Antiques: The Cartier Style
PUBLISHED: 12:39 24 May 2010 | UPDATED: 17:15 20 February 2013
The timeless appeal of Cartier pieces means that demand at auction has always remained strong, even through an economic down turn, reports Helen Bolus.
The name Cartier has embodied grace and elegance, sophistication and refinement for over 150 years. In June Bonhams holds its Jewellery in June event which, last year, included three iconic pieces of early 20th century Cartier jewellery. The pieces had been in the family of the vendors for over 90 years but were hidden away and had not been worn or enjoyed for many years, yet high insurance premiums were being paid for them. The aquamarine sautoir and emerald ring (1, 2) was, according to family tradition executed by Cartier in the 1920s as part of a private commission using gemstones purchased from a trip to South America.The provenance from the vendor and original sketches of the pieces discovered in the Cartier archives enabled these pieces to surpass all expectations at auction.
The long necklace, or sautoir (1), is a style that was popular in the late 19th and early 20th century. This one has three fine turquoise blue aquamarines, connected by geometric links of sapphire cabochons and brilliant and single-cut diamonds. It would be worn elegantly draped across the shoulders and would terminate in a pendant or tassel. This example achieved a remarkable 216,000 at the New Bond Street Fine Jewellery sale in September 2009.
An impressive step-cut emerald ring (2) is typical of the Art Deco era. The emerald, weighing 8.41 carats, is set between demi-lune and baguette-cut diamonds. The size of the stone, the intense green colour, good transparency and the fact that it is accompanied by a laboratory certificate stating it was of Colombian origin with only minor clarity enhancement fuelled strong competition in the auction room. The final hammer price was 162,000, over four times its pre-sale estimate.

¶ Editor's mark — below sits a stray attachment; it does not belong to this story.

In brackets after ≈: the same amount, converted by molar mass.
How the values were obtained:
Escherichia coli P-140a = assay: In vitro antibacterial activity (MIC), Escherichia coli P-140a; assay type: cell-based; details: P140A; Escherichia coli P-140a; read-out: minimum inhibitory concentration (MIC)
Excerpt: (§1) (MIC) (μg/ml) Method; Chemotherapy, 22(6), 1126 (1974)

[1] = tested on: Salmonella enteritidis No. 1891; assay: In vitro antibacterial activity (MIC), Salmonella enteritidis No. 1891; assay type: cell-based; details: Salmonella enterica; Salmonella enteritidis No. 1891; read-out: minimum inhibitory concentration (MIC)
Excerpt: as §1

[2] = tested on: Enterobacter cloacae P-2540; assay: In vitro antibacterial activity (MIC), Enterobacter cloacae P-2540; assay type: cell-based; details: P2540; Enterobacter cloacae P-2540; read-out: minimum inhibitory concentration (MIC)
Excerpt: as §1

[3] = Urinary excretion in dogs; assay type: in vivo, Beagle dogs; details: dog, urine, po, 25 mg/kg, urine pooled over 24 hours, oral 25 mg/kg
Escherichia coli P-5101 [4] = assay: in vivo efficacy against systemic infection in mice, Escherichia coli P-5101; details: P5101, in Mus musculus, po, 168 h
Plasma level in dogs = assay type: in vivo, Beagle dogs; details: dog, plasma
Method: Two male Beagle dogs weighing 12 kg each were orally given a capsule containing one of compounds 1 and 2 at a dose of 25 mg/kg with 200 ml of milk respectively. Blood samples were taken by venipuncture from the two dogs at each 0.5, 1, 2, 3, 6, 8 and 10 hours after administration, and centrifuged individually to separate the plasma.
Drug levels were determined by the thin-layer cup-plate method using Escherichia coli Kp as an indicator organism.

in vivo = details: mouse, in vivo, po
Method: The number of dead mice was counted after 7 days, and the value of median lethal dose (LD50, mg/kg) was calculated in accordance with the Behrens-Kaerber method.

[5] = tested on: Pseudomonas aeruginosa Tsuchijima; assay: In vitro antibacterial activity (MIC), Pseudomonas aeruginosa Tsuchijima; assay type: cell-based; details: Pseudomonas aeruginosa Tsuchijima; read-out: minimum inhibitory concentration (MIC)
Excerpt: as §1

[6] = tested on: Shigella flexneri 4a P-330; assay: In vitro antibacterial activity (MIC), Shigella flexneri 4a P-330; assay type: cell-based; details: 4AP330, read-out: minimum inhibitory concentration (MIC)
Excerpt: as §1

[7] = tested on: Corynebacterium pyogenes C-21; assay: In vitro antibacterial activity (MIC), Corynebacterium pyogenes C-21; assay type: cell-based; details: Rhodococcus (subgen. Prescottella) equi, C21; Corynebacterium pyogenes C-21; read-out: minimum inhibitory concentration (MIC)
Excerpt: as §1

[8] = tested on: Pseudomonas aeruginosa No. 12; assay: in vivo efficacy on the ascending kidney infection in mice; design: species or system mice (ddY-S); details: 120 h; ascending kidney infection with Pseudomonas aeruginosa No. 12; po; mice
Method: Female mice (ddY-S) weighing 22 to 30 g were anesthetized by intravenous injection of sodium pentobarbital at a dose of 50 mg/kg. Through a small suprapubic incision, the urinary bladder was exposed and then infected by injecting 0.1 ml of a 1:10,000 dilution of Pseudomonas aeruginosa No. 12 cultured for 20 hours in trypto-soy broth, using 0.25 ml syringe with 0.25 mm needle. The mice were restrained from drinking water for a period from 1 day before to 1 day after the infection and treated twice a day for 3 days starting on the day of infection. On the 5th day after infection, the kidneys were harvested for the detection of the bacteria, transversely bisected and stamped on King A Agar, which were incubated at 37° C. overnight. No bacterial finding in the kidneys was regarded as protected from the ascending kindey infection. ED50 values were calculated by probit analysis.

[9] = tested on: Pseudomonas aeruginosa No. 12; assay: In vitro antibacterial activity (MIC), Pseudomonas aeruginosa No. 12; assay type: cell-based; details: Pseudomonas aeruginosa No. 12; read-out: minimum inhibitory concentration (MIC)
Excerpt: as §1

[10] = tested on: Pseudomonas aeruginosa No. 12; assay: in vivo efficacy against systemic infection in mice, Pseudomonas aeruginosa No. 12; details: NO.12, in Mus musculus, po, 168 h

A rare art deco cuff bangle (3) sold for an amazing 96,000. Dated around 1939 the pieces consists of a black lacquer cuff, with three detachable diamond set floral clips. The design was first launched in 1934 and quickly become a best selling line in London, Paris and New York. This elegant piece was also very practical. Each floral clip could be removed and worn as individual clips. The use of back lacquer was both a design choice and a practical option. Lacquer,
made using 17th century Chinese and Japanese techniques, made the bangle resistant to water and acid damage. During the 1930s, a time
of economic difficulty, Cartier hoped that the practicality and versatility of this type of jewellery would persuade the buyer that the expense was worthwhile. It seems almost a coincidence that over 50 years later the bangle should again emerge within a suffering market and still hold true to Cartiers original ideals. (Note: auction results are inclusive of buyers premium.)
To find out about Jewellery in June 2010 contact Helen Bolus FGA DGA on 01564 732965 or email Helen.firstname.lastname@example.org.